The mid-day charge. It’s a term that iPhone 3G owners are getting to know all too well. You unplug the device in the morning then set out on your day, only to find that sometime in the afternoon you need to recharge the battery again. Many complain about this annoyance and wonder why Apple made a device with such a limitation.

But let’s be honest. The real reason that the iPhone 3G’s battery drains so quickly is that you’re using the iPhone 3G much more than any other phone. And doing complex things on it.

One of those things is browsing the web. It’s not just browsing a text-based mobile version of the web, on the iPhone you get the full-on graphical front and can run web apps that use JavaScript. The device’s web browsing share has doubled in the past few months since the launch of the iPhone 3G, according to new data by analytics company Net Applications.

The data shows that it went from an already high 0.15 percent in April 2008 to .30 percent in August. In the past month alone it’s risen 58 percent. Look at the chart below, growth is exploding. The iPhone is about to pass Windows 98 and is about one third of the way to Linux’s web browsing market share. That’s pretty incredible.

The other thing that has people using the iPhone so much are the applications. With the launch of the App Store, Apple and third party developers have bombarded us with already well over 1,000 apps to use of the device. Many of these are more battery-intensive including games and apps that use the phone’s location capabilities — again, sucking up battery life.

Already, over 60 million apps have been downloaded via the App Store. That’s 60 million new things to do on a device that already was a phone and a web browsing machine. Oh yeah, and an iPod. I probably use my iPhone to listen to music more than anything else.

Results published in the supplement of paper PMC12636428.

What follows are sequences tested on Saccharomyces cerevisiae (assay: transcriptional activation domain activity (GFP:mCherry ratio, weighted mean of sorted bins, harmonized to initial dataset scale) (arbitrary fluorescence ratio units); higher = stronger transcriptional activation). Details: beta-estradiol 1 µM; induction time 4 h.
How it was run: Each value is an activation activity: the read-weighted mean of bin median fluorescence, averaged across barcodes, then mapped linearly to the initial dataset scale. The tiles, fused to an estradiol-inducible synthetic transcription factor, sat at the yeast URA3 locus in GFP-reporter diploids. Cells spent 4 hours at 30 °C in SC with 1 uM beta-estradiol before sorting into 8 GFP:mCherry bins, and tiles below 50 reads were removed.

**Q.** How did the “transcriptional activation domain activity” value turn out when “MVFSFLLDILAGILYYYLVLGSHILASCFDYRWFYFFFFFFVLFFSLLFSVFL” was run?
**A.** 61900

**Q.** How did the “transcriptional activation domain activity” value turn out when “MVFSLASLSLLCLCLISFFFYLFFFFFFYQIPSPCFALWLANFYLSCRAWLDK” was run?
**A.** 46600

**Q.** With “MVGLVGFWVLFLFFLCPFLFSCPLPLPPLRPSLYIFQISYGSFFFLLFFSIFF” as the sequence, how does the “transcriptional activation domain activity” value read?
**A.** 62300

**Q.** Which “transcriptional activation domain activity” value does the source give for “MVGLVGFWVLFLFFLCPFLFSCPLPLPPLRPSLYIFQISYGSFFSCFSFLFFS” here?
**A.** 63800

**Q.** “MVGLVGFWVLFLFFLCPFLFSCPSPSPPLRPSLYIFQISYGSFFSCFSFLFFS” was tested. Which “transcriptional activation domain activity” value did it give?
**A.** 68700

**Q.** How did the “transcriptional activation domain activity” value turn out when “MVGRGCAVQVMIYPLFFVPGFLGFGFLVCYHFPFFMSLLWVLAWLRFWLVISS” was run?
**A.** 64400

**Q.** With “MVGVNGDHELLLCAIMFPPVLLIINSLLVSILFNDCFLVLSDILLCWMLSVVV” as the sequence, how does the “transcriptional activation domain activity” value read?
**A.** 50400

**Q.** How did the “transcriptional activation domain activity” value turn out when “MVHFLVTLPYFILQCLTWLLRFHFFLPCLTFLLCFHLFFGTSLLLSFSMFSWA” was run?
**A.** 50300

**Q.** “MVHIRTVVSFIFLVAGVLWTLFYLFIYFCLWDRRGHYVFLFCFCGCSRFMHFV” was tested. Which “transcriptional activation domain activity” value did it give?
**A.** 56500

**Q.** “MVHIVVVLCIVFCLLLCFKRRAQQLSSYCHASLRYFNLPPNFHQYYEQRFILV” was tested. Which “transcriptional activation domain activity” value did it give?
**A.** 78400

Sure, my Motorola RAZR had better battery life then the iPhone 3G, but I basically only used it to make calls and occasionally send a text message. I would use it maybe four or five times a day, most of the time for just a few minutes, and as such, the device would last the whole day.

You could use the Internet on it, but it was a joke. The screen was so small and the connection so slow.

Despite some varying results, the iPhone’s new 3G chip makes browsing the Internet and using apps faster and so people tend to use them more. When asked by Apple didn’t include a 3G chip in the first iteration of the iPhone, Apple chief executive Steve Jobs had the following to say at an event in London last year:

“The 3G chipsets that are available to semiconductors work reasonably well except for power. They are real power hogs. So as you know, the handset battery life used to be 5-6 hours for GSM, but when we got to 3G they got cut in half. Most 3G phones have battery lives of 2-3 hours.”

Some suggested Jobs was being disingenuous with that statement and simply made a mistake in not including a 3G chip in the original iPhone. Now, some of those same people are complaining about the iPhone 3G’s battery life. Even though tests have shown that its battery life is actually better than almost all comparable 3G devices.

The iPhone has turned notion of how we use mobile phones on its head. It’s no longer just a device for making calls. It’s a PDA, a gaming machine, a location device, a music player, a movie player, a camera, and Internet browser and a phone.

Its battery “sucks” because we’re sucking its battery dry.

[photo: flickr/CJ Sorg]